When one speaks of AI, there are normally one of two reactions?
The first is one of excitement, opportunity and hope for the future.
The second is one of worry and fear of losing jobs
Is there a third way where we can balance the two?
As AI conferences start popping up across the world, there is a sense of urgency for all stakeholders to understand what exactly is going on. For many computer scientists, this has been their daily bread and butter, and with new startups and companies embracing and appreciating such intelligence and technologies there is an unprecedented demand for such talent.
Accordingly to Moore’s Law, what ever the cost name, be it sky rocket, it is most likely if not with certainty, to decrease over time. As early adopters push the game ahead, people even the most reserved will follow – inevitably.
Think of the mobile phone, laptop or even the thought of autonomous cars.
The desire to be that, or have that is in some ways illogical. But as people more openly embrace robotics as a more cost- efficient way of doing business, then the opposite question arises – why not?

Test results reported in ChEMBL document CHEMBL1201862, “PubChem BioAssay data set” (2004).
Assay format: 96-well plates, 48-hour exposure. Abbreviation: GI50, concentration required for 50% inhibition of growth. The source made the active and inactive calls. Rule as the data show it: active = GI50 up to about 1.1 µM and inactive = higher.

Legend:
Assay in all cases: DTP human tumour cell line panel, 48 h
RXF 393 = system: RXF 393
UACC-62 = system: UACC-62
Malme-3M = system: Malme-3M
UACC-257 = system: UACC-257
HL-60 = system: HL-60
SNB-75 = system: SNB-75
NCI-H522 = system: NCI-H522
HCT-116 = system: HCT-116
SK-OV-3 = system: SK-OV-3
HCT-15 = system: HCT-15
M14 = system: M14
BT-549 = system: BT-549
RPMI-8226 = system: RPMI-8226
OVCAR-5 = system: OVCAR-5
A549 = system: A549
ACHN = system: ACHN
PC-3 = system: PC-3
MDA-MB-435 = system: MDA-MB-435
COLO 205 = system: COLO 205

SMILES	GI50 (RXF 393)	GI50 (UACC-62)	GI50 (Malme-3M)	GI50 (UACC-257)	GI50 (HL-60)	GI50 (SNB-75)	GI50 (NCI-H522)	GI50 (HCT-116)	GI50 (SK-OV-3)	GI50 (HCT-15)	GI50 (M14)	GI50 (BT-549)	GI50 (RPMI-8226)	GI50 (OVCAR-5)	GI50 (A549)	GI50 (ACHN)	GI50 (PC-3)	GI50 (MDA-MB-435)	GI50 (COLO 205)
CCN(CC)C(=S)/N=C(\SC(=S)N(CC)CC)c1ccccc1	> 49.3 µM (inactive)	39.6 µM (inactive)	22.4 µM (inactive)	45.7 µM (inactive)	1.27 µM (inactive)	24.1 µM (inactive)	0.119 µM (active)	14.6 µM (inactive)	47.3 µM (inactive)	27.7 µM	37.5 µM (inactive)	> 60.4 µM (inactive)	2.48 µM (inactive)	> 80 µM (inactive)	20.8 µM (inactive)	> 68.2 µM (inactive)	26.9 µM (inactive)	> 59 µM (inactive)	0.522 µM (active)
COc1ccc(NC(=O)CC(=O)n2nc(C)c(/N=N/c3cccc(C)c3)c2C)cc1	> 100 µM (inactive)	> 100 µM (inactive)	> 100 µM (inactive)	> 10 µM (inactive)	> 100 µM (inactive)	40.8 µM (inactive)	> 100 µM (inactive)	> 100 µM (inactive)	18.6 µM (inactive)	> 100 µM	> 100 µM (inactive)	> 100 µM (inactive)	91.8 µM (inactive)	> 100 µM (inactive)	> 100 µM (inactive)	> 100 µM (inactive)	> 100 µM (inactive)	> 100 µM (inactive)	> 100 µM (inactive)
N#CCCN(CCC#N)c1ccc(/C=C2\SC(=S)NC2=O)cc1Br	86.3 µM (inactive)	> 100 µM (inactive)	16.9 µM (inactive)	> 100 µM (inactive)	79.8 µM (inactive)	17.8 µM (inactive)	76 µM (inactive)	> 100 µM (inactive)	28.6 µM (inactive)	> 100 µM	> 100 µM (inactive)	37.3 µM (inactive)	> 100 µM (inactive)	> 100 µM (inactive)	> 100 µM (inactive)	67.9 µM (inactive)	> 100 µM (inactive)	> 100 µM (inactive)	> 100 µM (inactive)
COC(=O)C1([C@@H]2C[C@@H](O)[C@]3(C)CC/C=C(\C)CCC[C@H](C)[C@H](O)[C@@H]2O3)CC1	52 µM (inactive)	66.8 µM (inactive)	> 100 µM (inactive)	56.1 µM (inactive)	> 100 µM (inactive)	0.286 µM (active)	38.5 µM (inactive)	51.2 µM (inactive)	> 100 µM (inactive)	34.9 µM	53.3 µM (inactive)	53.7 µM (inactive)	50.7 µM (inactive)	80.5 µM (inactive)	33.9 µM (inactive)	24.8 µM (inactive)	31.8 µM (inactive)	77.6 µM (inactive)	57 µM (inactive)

What are we holding onto so dearly to that we cannot phanthom giving me?
Speaking to those in the maritime and construction industry, their skill is their life line. What does training up or retraining mean to them? Even after 7 years of studying law or medicine or any other subject, we become fully convinced there can’t be a better way of doing things? That somehow re-training, un-learning, re-learning couldn’t make us better at what we do?
Striving for constant self-improvement is like a muscle, right? Perhaps there are multiple ways of getting the end result, yet it takes courage to see there is an alternative path.
The uncertainty in these technological developments are also an opportunity for humanity to realise their potential. Without trying, how will we ever find out?